Banffshire – The Royalist supporters
Also called County of Banff, Banffshire used to be a government county of Scotland. Its territory is bordered by the Grampian Mountains, and the North Sea. A particularity of the area stays with the fact that the historic county town, Banff, is now part of the county of Aberdeenshire. As well as the other historic counties of Scotland, from 1890 until 1975, the area was run by a county council.
Humans existed in the area of Banffshire from ancient times, proofs of their living here still being found at the Longman Hill, and Cairn Lee, along the coastline.
Even so, area clans continued to fight for years, with no end in sight. Towards the end of the 17th century, Banffshire was considered to be Jacobite. Uprisings took place, against the Jacobite ruling, in 1715, and later, in 1745, but the shire suffered little from the religious conflicts. Later, Banffshire became a strong supporter of Catholics, and it remained so from that point on. The War of the Three Kingdoms found Banffshire as a stronghold for the Royalist party.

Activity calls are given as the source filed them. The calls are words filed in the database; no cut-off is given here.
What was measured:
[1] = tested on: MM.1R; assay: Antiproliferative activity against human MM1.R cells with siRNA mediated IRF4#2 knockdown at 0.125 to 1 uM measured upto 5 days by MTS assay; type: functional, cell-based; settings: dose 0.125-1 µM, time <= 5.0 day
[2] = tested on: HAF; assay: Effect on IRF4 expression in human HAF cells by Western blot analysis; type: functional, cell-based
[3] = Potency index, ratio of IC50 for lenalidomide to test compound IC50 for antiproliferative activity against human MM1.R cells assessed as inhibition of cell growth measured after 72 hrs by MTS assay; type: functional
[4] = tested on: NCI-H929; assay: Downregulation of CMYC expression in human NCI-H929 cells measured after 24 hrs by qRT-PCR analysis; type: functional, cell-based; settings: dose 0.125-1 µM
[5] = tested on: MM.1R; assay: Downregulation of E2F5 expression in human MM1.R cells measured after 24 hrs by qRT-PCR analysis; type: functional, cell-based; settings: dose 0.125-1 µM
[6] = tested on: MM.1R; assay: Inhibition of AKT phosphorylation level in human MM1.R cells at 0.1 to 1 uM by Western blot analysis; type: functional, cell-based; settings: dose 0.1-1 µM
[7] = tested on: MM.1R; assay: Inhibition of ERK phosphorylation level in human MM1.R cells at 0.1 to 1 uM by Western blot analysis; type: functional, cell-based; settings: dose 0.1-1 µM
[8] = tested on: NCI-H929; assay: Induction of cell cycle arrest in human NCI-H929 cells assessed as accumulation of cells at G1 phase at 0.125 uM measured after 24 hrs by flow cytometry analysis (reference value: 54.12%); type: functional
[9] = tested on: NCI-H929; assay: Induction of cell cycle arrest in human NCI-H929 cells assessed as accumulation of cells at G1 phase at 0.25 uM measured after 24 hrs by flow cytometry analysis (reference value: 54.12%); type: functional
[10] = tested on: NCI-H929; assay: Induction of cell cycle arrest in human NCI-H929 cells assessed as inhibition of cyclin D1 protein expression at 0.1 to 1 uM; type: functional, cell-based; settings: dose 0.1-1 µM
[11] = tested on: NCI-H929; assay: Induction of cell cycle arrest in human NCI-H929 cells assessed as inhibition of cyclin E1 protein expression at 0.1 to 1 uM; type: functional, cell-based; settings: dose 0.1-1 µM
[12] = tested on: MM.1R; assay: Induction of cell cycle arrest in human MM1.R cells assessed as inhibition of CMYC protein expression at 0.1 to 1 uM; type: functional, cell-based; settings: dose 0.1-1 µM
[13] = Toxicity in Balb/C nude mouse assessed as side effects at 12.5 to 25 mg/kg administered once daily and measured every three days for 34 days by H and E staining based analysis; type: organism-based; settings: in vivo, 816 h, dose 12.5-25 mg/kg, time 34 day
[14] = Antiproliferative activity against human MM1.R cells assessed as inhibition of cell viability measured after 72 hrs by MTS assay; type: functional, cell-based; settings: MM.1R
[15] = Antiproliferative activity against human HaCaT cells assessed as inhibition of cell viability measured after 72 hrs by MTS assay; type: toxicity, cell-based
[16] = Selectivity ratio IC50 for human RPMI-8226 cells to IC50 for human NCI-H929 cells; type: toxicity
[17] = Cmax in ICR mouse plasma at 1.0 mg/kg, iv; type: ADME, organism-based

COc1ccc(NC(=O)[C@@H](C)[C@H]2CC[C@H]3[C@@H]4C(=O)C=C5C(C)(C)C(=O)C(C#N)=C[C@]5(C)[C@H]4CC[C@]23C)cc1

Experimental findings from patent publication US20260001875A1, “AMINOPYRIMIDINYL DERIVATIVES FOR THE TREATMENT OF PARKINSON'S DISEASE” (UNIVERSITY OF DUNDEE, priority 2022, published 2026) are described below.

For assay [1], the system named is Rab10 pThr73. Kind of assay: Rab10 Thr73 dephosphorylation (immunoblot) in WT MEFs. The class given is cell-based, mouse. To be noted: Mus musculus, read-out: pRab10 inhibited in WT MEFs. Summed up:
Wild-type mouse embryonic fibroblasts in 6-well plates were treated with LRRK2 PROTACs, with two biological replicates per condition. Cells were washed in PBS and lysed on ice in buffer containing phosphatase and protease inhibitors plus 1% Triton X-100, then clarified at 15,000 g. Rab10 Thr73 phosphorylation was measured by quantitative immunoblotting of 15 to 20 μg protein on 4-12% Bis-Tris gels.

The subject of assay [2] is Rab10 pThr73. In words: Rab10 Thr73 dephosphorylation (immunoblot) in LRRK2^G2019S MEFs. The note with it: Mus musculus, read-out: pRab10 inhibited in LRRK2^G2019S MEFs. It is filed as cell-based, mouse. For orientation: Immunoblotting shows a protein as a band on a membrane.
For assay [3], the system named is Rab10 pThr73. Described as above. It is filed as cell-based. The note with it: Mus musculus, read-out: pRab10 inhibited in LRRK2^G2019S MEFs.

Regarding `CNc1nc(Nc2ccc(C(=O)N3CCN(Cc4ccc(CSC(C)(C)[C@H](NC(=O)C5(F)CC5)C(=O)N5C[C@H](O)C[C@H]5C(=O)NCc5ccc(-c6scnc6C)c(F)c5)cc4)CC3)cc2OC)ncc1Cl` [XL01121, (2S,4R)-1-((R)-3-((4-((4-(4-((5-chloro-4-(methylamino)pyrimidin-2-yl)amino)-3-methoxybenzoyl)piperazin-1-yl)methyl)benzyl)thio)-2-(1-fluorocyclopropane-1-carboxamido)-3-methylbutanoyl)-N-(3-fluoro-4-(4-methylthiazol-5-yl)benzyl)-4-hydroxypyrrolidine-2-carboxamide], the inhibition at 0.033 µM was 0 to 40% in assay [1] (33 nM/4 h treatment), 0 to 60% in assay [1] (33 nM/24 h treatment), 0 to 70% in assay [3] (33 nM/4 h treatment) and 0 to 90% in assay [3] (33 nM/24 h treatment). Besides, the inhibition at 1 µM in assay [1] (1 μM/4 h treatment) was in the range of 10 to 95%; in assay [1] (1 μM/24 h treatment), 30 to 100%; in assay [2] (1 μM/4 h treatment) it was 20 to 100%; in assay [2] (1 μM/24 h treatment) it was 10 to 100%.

Ruins of medieval castles dating from the 12th century are still standing on the lands of Banffshire.
While the lands were used mostly for agricultural purposes, Banffshire was not affected by the rise of the industrial age. Only in the 19th century, the region became a destination sought by tourists.
|Site created and maintained by Sue
© Births Deaths and Marriages Exchange ~ a Scotland genealogy resource